paraphernalia. As the men would board the trains, the women would garland
      them, place tilaks (vermilion marks) on their foreheads, and give them
      freshly prepared hot food. Gour said women were instructed to prepare up to
      fifty thousand food packets each day.[42]

      Gour estimates that five to six thousand women arrived in Lucknow from all
      over the country. Many others could not travel to Ayodhya because
      transportation was inadequate. But those who reached Lucknow assumed
      responsibility for protecting men from repression. Thus, when trains
      approached Ayodhya, women would sound the alarms to stop them men would
      disembark immediately while women would confront the train conductors. At
      Ayodhya, women would encircle the men to prevent the police from wielding
      their lathis (bamboo sticks). When the kar sevaks broke through the police
      cordons and climbed atop the mosque, however, women were absent.[43] I
      asked Mala Rustogi, a member of the Durga Vahini in Lucknow, why women had
      not participated in this final culmination of their actions. She responded
      that it would have been undignified for Hindu women to be climbing a mosque
      in their saris.[44]

      The particular roles that the BJP assigned to women in its expensive,
      elaborate electoral campaigns are also significant. Whereas men had primary
      responsibility for addressing large public gatherings, women engaged in
      door-to-door campaigning which brought them into contact with housewives
      who might have been less willing to speak with men. Women's reenactment of
      their private roles in the public arena plays an important part in the
      BJP's attempt to challenge the public/private divide. The party's central
      platform during the period of its ascendance in the late 1980s was its
      demand that the Congress government sanction the construction of a temple
      in Ayodhya. Implicit in this demand was the BJP's attempt to accord a
      centrality in political life to religious matters. Women served as
      emissaries of religion into the public sphere and the BJP's supposed
      religious commitments into the home and family. BJP leaders felt that
      women's electoral support would affirm the party's religious commitment
      because, they claimed, women were more devout than men. During the 1991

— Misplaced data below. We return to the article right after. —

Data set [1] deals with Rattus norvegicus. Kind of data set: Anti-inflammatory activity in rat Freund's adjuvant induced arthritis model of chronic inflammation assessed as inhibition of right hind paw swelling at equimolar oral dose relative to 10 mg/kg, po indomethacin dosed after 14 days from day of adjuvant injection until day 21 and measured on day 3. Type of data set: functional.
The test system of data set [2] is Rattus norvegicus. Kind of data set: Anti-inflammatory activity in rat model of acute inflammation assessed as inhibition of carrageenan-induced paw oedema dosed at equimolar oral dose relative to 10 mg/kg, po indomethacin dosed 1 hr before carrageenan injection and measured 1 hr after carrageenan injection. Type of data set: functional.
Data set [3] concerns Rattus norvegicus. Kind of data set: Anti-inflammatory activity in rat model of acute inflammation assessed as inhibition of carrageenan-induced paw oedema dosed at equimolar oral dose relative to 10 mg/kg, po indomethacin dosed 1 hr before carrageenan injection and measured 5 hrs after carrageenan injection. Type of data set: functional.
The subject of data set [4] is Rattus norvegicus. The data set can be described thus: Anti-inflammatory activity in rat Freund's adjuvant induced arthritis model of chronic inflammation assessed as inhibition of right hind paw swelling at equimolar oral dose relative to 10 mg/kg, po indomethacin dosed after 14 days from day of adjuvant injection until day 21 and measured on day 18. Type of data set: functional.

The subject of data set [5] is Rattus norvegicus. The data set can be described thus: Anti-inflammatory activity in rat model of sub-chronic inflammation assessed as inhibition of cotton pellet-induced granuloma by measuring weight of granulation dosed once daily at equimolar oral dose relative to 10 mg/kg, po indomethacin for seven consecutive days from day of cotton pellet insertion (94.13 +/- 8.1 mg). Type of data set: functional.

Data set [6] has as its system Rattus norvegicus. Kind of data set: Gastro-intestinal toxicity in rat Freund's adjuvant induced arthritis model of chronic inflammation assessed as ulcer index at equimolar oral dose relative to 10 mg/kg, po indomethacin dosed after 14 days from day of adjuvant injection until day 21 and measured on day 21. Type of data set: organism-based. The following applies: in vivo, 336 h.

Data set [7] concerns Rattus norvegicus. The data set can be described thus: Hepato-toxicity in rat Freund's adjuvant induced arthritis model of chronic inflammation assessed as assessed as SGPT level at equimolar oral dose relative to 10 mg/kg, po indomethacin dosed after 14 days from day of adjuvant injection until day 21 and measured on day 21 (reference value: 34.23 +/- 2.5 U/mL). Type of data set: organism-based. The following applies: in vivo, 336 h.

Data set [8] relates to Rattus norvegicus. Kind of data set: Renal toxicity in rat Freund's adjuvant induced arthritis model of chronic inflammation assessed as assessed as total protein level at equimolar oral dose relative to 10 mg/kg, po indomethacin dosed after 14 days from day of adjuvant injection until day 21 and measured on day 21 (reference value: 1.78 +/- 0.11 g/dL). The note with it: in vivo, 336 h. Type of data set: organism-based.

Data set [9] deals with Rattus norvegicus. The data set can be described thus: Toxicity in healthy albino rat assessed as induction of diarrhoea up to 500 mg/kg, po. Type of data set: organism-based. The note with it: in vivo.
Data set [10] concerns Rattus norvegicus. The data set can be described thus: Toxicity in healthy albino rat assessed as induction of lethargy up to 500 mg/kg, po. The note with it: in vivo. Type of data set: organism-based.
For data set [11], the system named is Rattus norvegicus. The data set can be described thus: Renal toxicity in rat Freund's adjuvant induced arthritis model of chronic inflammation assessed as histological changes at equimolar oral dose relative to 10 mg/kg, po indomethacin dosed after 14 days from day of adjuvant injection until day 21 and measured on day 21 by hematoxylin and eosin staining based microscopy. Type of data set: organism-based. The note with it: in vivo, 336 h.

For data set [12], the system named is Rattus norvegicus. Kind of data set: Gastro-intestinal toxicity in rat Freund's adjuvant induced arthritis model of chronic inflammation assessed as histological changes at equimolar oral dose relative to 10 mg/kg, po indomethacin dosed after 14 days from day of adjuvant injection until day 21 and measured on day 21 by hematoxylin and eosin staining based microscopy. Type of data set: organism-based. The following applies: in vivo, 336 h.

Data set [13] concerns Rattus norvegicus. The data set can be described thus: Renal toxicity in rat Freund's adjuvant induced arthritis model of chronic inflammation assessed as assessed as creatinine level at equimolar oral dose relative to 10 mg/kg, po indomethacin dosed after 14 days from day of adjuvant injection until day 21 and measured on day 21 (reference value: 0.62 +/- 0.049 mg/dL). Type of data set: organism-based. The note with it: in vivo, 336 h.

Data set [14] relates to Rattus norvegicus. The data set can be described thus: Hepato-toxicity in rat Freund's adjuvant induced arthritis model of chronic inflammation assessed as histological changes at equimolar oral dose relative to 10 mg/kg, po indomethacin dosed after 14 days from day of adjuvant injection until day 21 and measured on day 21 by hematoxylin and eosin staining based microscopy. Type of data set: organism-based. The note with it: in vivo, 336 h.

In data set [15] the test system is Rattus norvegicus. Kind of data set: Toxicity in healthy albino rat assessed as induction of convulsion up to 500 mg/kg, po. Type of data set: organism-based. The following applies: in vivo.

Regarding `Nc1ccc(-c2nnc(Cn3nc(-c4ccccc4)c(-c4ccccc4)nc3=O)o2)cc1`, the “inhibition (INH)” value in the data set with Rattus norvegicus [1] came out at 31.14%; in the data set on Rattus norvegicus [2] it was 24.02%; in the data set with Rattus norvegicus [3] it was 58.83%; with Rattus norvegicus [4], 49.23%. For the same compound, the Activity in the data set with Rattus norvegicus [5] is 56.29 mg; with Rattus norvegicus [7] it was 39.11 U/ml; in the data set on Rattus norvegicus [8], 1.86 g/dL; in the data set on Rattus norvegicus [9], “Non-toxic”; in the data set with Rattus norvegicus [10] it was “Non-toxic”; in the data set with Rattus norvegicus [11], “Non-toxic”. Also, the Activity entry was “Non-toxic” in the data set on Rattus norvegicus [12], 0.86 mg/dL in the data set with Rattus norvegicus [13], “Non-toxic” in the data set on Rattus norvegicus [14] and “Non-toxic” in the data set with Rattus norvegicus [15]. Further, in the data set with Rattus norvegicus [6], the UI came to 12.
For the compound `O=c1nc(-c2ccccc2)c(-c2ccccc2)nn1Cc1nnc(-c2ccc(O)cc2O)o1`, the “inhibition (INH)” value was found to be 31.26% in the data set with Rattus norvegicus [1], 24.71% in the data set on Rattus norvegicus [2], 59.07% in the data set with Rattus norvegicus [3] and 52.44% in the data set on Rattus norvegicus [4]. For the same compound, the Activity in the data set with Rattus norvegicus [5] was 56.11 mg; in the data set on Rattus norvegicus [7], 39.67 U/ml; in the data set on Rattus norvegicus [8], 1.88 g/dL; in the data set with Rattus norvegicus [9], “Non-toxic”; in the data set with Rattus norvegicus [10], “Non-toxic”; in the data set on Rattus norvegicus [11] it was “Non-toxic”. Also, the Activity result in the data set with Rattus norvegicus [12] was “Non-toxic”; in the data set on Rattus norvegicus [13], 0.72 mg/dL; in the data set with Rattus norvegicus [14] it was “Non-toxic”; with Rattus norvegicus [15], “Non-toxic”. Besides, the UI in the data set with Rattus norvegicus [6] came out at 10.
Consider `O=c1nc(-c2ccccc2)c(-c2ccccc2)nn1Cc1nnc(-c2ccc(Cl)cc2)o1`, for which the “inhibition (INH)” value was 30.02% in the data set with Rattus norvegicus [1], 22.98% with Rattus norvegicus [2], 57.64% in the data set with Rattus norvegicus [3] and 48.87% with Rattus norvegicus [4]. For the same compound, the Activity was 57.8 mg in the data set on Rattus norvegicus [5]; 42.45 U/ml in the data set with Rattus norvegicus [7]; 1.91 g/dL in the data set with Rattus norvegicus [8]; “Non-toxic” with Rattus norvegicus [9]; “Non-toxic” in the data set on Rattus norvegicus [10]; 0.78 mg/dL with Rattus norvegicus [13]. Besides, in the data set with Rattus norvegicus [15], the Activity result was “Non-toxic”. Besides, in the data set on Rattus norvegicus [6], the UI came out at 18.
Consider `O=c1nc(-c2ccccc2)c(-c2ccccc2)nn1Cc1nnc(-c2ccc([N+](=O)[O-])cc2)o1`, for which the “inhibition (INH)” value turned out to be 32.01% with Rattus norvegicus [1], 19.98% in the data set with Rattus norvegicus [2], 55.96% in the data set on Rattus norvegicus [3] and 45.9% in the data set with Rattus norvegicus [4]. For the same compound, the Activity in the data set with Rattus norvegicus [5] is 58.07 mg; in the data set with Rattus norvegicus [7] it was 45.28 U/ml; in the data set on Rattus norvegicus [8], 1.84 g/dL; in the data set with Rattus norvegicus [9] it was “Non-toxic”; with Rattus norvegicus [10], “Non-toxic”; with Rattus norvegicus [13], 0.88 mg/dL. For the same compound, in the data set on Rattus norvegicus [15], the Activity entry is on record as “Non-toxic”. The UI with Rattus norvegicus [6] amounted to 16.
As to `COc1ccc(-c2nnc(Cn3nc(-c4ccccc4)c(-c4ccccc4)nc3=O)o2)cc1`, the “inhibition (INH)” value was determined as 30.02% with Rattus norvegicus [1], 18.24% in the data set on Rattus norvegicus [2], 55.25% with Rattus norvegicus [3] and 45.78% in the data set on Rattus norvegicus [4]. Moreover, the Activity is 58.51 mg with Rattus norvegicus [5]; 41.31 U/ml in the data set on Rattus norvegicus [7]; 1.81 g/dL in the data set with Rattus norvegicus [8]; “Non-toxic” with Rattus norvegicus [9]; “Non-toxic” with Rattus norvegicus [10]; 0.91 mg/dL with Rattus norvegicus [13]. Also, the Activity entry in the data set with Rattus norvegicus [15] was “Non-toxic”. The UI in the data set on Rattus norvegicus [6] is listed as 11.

elections when the election commissioner prohibited the BJP from shouting
      religious slogans, I marched with groups of women who appeared to be
      observing these dictates on the streets. But as soon as they entered the
      courtyards of people's homes, cries of "Victory to the Lord Ram!" and "We
      will build a temple there!" filled the air.

      What did women gain from being assigned a role that enabled them to venture
      out of their homes without challenging norms of sexual subordination? The
      experiences of Rustogi are instructive. Rustogi claimed when she first
      began working with the Durga Vahini in 1989, she feared the opposition of
      her husband and in-laws, as her daughter was only three years old at the
      time. To her surprise, they supported her. She described a newfound sense
      of pleasure in serving others, "Serving one's husband is expected of women
      and of course it is important. But serving a third person who you don't
      know and aren't expected to serve is much more exciting-for just that
      reason."[45] Her comment captures some of the traits that were mirrored in
      women's activism: their experience of self-affirmation through
      self-sacrifice and their empowerment through public activism which
      ultimately renewed their commitment to domestic roles.

      For more information, please call the Indiana University Press Journals
      Department at 812-855-9449, fax us at 812-855-8507, send e-mail to
      Journals§Indiana.Edu or visit our web site at
      www.indiana.edu/iupress/journals. (Copyright 1999, Journal of Women's
      History)